An interesting ‘ghostly’ species, Indian pipe is easy to recognize by its white colour, lacking completely chlorophyll. It is entirely dependent on the nutrients stolen from the fungi forming mycorrhizae with nearby trees, including Pinus, Tsuga, Acer, Betula, Quercus and Fagus.
The white (rarely light-pink) flowers are bell shaped and nodding. Very conspicuous when ‘white’ groups appear on the woodland floor. The name Indian-pipe alludes to the plant shape at flowering.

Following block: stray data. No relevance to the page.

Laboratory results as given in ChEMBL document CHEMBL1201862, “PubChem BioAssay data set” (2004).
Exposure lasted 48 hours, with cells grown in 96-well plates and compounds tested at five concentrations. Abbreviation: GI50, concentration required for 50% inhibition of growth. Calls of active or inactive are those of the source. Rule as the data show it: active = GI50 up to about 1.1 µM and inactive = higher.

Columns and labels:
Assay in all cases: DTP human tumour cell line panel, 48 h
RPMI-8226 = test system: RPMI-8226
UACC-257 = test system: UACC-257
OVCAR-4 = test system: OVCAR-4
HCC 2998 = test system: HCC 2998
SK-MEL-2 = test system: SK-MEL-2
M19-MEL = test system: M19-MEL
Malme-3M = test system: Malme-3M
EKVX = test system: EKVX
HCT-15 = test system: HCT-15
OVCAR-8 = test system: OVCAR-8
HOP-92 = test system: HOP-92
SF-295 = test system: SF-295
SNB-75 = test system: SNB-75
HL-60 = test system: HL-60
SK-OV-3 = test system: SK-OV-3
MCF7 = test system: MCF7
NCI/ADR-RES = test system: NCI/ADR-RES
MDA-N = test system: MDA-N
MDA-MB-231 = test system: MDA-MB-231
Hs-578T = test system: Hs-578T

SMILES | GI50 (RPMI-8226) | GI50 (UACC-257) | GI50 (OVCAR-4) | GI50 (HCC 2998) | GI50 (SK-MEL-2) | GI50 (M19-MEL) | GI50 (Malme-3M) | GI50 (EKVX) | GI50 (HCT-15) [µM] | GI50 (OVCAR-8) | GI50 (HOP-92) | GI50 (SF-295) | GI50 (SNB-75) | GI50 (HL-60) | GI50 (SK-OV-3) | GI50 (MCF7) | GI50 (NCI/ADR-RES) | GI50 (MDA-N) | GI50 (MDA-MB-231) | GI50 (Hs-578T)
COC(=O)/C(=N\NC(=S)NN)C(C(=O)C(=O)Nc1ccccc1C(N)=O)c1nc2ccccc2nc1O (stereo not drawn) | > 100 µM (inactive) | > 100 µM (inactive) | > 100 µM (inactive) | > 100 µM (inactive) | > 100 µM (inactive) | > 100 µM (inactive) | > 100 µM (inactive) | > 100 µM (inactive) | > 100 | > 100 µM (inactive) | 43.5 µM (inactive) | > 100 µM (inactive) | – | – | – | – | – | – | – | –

Germination: the only way is to incorporate the seeds (very fine, dust-like) around a mature tree in the garden and hope that the present mycorrhizae will support the seed germination and then the growth.